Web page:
The new Rock Hall of Famers were never better
By Rob Sheffield in Rolling Stone
ush have always been one of rock's all-time great argument starters. Anywhere North American males gather, it's possible to ignite a fierce debate just by name-dropping these Canadian prog sages. You can quibble over Geddy Lee's voice or Alex Lifeson's guitar chops. You can dissect how drummer-librettist Neil Peart's philosophy has changed over the years. You can question the way they malign wolves in the "Dionysus: Bringer of Love" section of "Cygnus X-I: Book II" from Hemispheres.
It might have made sense to reissue 2112 a year ago, so everyone could drunkenly download it on New Year's Eve. But that would have been obvious and predictable, which isn't Rush's style. That's why on their 2012 tour, with their popularity at an all-time peak, they chose to highlight their Eighties synth-pop phase, which Rush fans regard the way Zeppelin fans regard Jimmy Page's Death Wish II soundtrack. Rush like to keep people mystified.
The deluxe version of 2112 features remastered music (although, philosophically speaking, not mastered at all). It adds three live tracks and a digital comic-book version of the story, which goes like this: In the futuristic society of Megadon, where music is outlawed, a kid finds an old guitar. He figures out how to play it, which makes him a criminal to the evil priests from the Temples of Syrinx. Can his innocent strums revive the ancient spirit of music? Can he escape the tyranny of the elders? Will they let him rock? (Spoiler alert: Noooo!)
Although Peart was still in his long-since-abandoned Ayn Rand phase, 2112 has really nothing to do with the New York speed-freak author. Instead, it has an authentically grubby dork compassion. 2112 doesn't try to emulate the lame upscale respectability of other rock operas. The abrasively distinctive sonics, from Peart's busy tempo shifts to Lee's squawk of doom, keep it from ever fading into the background. Nobody will ever turn it into a Broadway show.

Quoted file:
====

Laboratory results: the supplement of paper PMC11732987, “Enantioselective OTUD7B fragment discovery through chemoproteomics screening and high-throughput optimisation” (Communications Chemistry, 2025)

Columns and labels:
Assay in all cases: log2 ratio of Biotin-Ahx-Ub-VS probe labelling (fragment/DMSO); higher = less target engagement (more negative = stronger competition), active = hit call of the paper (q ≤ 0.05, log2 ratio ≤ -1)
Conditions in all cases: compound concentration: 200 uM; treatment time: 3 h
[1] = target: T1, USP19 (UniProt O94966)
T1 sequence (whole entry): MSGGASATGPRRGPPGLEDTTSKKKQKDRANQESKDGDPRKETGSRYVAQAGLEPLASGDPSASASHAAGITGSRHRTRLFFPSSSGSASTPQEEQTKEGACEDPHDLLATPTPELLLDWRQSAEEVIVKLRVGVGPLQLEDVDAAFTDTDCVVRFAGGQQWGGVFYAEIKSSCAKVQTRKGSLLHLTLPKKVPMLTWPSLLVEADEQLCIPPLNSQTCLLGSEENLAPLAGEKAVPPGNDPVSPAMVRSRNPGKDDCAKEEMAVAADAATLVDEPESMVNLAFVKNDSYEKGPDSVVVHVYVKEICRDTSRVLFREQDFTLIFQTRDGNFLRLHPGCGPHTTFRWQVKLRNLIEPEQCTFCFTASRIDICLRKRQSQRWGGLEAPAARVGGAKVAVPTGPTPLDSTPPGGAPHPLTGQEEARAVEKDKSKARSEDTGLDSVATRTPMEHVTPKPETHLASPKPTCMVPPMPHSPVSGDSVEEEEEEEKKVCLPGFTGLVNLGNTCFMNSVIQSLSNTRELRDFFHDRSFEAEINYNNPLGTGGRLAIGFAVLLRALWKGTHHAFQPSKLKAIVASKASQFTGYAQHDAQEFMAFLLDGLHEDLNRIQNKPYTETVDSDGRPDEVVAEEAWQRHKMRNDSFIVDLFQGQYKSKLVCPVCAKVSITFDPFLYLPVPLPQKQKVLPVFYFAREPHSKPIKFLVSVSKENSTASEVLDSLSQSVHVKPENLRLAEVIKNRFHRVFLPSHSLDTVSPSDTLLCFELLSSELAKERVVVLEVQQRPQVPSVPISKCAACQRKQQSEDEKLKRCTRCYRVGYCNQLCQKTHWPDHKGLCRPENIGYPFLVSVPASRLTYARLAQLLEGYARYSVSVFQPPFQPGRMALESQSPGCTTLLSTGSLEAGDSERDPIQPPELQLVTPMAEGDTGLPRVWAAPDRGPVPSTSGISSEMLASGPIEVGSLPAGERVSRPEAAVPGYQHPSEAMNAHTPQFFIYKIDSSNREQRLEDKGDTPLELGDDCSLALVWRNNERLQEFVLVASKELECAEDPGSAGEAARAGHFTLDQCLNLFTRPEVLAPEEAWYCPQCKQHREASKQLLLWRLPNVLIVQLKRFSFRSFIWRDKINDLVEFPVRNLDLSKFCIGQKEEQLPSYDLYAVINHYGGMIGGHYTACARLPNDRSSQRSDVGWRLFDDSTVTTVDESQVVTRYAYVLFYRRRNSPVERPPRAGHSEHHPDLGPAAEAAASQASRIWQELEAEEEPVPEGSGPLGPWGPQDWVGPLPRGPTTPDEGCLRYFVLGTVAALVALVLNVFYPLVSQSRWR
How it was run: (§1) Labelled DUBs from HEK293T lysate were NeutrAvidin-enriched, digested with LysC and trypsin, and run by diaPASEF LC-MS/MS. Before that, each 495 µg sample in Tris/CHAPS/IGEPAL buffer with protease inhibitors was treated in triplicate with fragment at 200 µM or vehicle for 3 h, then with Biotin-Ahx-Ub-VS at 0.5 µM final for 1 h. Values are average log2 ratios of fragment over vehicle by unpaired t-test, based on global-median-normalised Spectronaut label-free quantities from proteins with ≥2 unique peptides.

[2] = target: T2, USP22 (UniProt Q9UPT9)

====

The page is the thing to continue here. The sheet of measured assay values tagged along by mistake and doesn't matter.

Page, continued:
It's built to be played loud on headphones, late at night, all alone, staring at the wall and wondering when your life is going to stop feeling like imprisonment in the towers of Megadon. What are Rush but a three-headed "It Gets Better" statement for generations of messed-up adolescents, dreaming of a better world but unwilling to give up on this one?
So what will people argue about now that Rush have been voted into the Rock and Roll Hall of Fame? Don't worry -- Rush fans can just move on to debating why their heroes are deprived of knighthoods or the Nobel Prize in economics. Rush fans love to argue. And Rush obviously like it that way. * * * *
Fundraiser Publishes Blistering "Tell-All" Seventies Fictional Memoir
nonprofit fundraiser turned novelist, Michael Stringer, has authored a blistering fictional memoir entitled Training Wheels, a coming-of-age story that depicts a family's internal strife and struggle with radically shifting priorities and a sexually charged household atmosphere.
Told during three tumultuous weeks in the summer of 1974, the story features the sinfully candid, first person narrative of Kevin Copeland, a 15-year-old athlete, rock music lover, and youngest of four children. Kevin is a painfully inquisitive, girl-crazy young man who falls madly in love with the wrong girl at the worst time. Shelly is the wrong girl because she's the bold and seductive daughter of his father's mistress, and it's the worst time because Kevin's younger sister has hit rock bottom with drugs and counterculture friends, and his parents' marriage is rapidly coming unglued.
Kevin's certainly not alone in making irrational choices. After the radical '60s, many Americans turned introspective, searching for ways to redefine their beliefs about love and happiness, becoming desperately lost along the road. Kevin gets caught up in the free-love movement, too, risking everything to pursue the voluptuous girl of his dreams. Kevin's journey into first love becomes a perilous adventure that forces both families to face the bitter truths and harsh realities of their misguided decisions, of which there are many. All the mayhem reaches a fever pitch when Kevin and his disgruntled father lock horns in a ruthless showdown.
Stringer has shrewdly framed this story by blending the themes and styles of The Wonder Years, the popular TV show from the '90s, with The Ice Storm, the movie released in 1997 about the self-indulgent '70s.
"Training Wheels is a poignant and gripping family tale set in Los Angeles during an era symbolized by Watergate, happy faces, pet rocks, mood rings, and streaking," said Melissa Newman, author of House of Cleaving and Sister Blackberry. "It's no wonder that some people went a little... adrift."
During the early part of his career, Stringer wrote for newspapers and magazines until he finally decided to take on the challenge of pursuing a long-time goal, writing a novel.
Print and e-versions of Training Wheels, can be found at amazon.com and barnesandnoble.com as well as other online and bricks and mortar book stores wherever books are sold. Information about the book and the author can also be found at the publisher's website: martinsisterspublishing.com.
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